Bequeathed by John Jones
FRENCH (Paris); about 1775
Veneered with tulipwood and purplewood; and with marquetry of various woods; with gilt bronze mounts and set with a Sèvres porcelain plaque painted by Jean-Jaques Peierre and bearing the date-letter "X" for 1775 and the mark of the painter J.J. Pierre.
Carcass stamped M Carlin and J Pafrat.

Temporary label
1058-1882 [01/01/2001]
[Label text by Peter Thornton]

Work table
French (Paris); about 1785
Tulipwood inlaid with sycamore (?). Gilt bronze mounts. Set with a Sèvres porcelain plaque bearing the date-letter "X" for 1775 and the mark of the painter Jean-Jacques Pierre

A label inside informs us that this table, like the reading-stand shown with it, was given by Marie Antoinette to Mrs Eden in 1786 (see label above)

Jones Collection
Museum No. 1058-1882 [1971]
Work table
About 1775
Martin Carlin (1730–85)

France (Paris)
Carcase: oak
Veneer: tulipwood, purplewood, sycamore (?) and boxwood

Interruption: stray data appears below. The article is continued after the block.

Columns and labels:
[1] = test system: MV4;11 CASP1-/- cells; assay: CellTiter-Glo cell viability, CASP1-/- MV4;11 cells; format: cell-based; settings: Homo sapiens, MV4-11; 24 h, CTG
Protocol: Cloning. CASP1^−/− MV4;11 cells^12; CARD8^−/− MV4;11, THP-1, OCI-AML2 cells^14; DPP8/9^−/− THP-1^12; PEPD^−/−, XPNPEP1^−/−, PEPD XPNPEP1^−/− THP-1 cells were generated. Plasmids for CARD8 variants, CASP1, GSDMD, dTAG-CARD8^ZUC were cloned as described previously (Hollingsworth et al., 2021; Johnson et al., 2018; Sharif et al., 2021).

Castors: lignum vitae.
Plaque: painted soft-paste porcelain
Mounts: gilded brass
Lining: silk velvet with gold braid

Probably commissioned and sold by S.-P. Poirier or D. Daguerre. Plaque painted by J.-P. Pierre, gilded by J.-B.-E. Vandé.

Probably cleaned or repaired 1786–94 by J.-P. Pafrat

Bequeathed by John Jones
Museum no. 1058-1882

Porcelain plaques for mounting on furniture were made by the Sèvres factory from the 1750s. Most were commissioned for specific pieces, sometimes for a client, sometimes for retail. The specialist dealers (marchands-merciers) who created this luxury furniture would order gilded brass mounts from other specialists and superb woodwork from the cabinet-maker, who then assembled and stamped the piece.

Production Note

The two stamps suggest that the table was made by Carlin and repaired or cleaned by Pafrat


Oak; Tulipwood; Purplewood; Sycamore; Boxwood; Porcelain; Gilt bronze; Velvet; Marble; Silk; Lignum vitae


Cabinet-making; Veneered

Subjects depicted





Furniture and Woodwork Collection